The post-partisan realignment

Led by 3 million donors including 630,000 in September alone, 2008 will bring the first post-partisan realignment in American history.

2008 is 1980. Barack ObamaBarack Hussein ObamaAs Buttigieg rises, Biden is still the target Debate gives Democrats a chance to focus on unaddressed issues of concern to black voters Is Joe Biden finished? MORE is Ronald Reagan, with this difference: Democrats will win the presidency, 15 new seats in the House and close to 60 Senate seats in 2008 and 2010. But this is not a Democratic realignment; it is a post-partisan realignment caused by three factors.

First, whatever the lies told against him, Sen. Obama (D-Ill.) is a genuinely post-partisan figure, with a first-rate presidential temperament, who aspires to a politics of unity and respect. Voters get it.
Second, John McCainJohn Sidney McCainBudowsky: Trump destroying GOP in 2018, '19, '20 Conservative group cuts ties with Michelle Malkin Democratic debate at Tyler Perry's could miss the mark with black voters MORE could have sought to lead a post-partisan realignment. Sen. McCain (R-Ariz.) doesn’t get it. He runs like Richard Nixon and President Bush, which is the exact opposite of what our times demand. Every slander inspires more Obama donors. Every smear alienates more independents.


Third, Republicans are prisoners of a right-wing base that radiates anger, rage, fear and derision that is everything Americans want ended after eight years of Bush. Many smart conservatives know this, yet are attacked as “conservative elitists” by this raging beast of intolerant know-nothings who are repellant to swing voters.

Obama not only has a first-rate presidential temperament, but surrounds himself with post-partisan figures of similar temperament such as Buffett, Rubin, Summers, Powell, Hagel, Lugar, Reed, Volcker, Daschle and Biden. Many smart Republicans who support McCain have great respect for Obama.

When the man who pals around with Buffett, Hagel, Volcker, Powell and Daschle is accused of palling around with terrorists, the lights light up on the Obama fundraising machine and heads shake at dinner tables throughout the heartland.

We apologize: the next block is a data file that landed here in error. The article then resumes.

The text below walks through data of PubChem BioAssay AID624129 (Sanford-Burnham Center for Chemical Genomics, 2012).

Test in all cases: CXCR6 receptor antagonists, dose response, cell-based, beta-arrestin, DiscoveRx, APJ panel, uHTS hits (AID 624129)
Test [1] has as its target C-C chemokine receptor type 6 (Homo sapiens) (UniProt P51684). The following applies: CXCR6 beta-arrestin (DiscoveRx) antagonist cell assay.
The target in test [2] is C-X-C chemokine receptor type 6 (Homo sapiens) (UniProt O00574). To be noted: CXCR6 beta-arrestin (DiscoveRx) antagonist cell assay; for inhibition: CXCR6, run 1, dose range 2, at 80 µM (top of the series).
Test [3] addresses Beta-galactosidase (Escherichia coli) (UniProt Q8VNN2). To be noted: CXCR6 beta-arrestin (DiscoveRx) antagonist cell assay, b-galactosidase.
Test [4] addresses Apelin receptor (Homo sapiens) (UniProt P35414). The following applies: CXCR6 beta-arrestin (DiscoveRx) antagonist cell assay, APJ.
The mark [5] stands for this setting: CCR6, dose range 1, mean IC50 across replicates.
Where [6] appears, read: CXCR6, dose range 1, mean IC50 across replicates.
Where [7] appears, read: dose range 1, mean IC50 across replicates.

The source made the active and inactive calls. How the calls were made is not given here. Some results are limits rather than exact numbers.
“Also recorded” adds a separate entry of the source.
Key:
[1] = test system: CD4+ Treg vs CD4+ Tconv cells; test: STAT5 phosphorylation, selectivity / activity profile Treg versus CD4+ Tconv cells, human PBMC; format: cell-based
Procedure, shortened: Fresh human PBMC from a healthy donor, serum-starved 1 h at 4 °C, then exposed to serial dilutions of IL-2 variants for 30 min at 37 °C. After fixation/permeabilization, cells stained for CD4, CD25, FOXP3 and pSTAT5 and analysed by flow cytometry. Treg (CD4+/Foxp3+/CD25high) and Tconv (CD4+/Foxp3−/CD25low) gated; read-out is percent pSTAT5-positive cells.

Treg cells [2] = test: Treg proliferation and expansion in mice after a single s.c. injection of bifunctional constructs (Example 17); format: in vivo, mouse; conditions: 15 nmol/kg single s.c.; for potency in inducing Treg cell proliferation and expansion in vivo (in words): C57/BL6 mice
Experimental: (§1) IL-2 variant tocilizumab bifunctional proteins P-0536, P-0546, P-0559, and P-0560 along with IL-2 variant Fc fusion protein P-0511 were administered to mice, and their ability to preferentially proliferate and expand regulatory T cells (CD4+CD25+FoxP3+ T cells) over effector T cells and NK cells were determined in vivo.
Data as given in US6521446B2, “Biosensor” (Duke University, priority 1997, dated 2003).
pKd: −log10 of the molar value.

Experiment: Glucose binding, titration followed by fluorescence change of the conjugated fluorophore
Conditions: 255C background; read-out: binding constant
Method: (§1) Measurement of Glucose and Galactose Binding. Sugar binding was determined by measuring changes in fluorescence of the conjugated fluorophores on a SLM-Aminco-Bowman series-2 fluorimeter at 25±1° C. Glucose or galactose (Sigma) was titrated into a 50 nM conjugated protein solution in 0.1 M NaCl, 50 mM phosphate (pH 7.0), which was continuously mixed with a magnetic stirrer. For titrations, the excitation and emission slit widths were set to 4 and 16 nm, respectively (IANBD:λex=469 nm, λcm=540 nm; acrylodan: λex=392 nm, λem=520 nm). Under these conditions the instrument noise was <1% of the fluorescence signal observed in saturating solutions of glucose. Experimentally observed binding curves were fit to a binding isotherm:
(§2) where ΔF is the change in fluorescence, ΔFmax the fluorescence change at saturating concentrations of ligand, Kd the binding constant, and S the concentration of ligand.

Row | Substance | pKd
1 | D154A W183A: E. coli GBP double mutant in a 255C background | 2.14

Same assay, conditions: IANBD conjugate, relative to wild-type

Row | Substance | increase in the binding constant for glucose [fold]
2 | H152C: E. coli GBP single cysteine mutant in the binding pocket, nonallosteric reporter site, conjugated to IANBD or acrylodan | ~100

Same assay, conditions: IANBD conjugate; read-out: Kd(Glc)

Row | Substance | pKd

Of the 3 million giving money to Barack, most of them have never given political money before and have no interest in partisan politics. The tidal wave of new voters is mostly people who have never participated in partisan politics. The wave of new primary and caucus voters were mostly those who never had partisan interests, and were inspired by Barack or Sen. Hillary Rodham Clinton (D-N.Y.) The young people come in historic waves as Kennedy brought them to Democrats, Reagan to Republicans, and Obama to Democrats today.

Three million donors. 630,000 new donors in September. $150 million in a month. And more in October, inspired again by the lies McCain tells about Obama, and Obama’s vision of post-partisan America in this year when partisanship is loathed.


The implications of this enormous base of donors and Americans entering politics for the first time are more profound than any event in many generations. The Democrats will have real power, with high duty, and a special trust they had better live up to.

A President Obama must and will reach out to honorable Republicans in ways that historians will compare to Lincoln. He will bring into the center of his government Republicans of national stature and seek a new good will between both parties in Congress. If he does, those who resist will regret.

Obama understands the great political truth of 2008, which is that G.K. Chesterton could have been describing America in crisis with these words: We are all together in the same boat in a stormy sea, and owe each other a terrible loyalty. This is the story of the great post-partisan realignment of 2008.

Budowsky was an aide to former Sen. Lloyd Bentsen and Bill Alexander, then chief deputy majority whip of the House. He can be reached at